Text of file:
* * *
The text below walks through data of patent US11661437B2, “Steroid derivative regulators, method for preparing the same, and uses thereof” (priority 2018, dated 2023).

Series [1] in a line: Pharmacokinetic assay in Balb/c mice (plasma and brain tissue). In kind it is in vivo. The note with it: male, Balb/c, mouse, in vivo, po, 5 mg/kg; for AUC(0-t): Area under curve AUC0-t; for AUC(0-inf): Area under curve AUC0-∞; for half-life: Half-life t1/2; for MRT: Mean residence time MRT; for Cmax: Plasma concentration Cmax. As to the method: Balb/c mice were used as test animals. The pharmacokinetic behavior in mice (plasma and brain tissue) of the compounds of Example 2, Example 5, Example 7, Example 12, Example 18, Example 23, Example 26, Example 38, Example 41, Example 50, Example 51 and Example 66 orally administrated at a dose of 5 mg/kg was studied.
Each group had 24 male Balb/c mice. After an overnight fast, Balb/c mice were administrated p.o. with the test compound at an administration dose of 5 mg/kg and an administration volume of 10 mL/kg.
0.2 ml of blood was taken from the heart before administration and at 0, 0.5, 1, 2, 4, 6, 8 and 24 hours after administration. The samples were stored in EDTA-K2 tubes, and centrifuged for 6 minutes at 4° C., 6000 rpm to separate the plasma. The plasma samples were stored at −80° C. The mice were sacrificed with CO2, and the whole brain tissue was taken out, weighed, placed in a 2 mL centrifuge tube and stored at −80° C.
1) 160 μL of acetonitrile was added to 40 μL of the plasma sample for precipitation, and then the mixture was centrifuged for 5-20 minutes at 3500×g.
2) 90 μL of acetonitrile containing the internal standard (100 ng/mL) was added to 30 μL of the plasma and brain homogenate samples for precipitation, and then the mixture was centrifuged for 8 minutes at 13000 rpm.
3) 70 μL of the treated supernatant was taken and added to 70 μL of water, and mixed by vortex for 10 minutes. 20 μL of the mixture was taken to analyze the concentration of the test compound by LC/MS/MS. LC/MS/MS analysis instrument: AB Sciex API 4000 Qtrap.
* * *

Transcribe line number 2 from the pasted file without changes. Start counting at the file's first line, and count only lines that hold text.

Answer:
Series [1] in a line: Pharmacokinetic assay in Balb/c mice (plasma and brain tissue). In kind it is in vivo. The note with it: male, Balb/c, mouse, in vivo, po, 5 mg/kg; for AUC(0-t): Area under curve AUC0-t; for AUC(0-inf): Area under curve AUC0-∞; for half-life: Half-life t1/2; for MRT: Mean residence time MRT; for Cmax: Plasma concentration Cmax. As to the method: Balb/c mice were used as test animals. The pharmacokinetic behavior in mice (plasma and brain tissue) of the compounds of Example 2, Example 5, Example 7, Example 12, Example 18, Example 23, Example 26, Example 38, Example 41, Example 50, Example 51 and Example 66 orally administrated at a dose of 5 mg/kg was studied.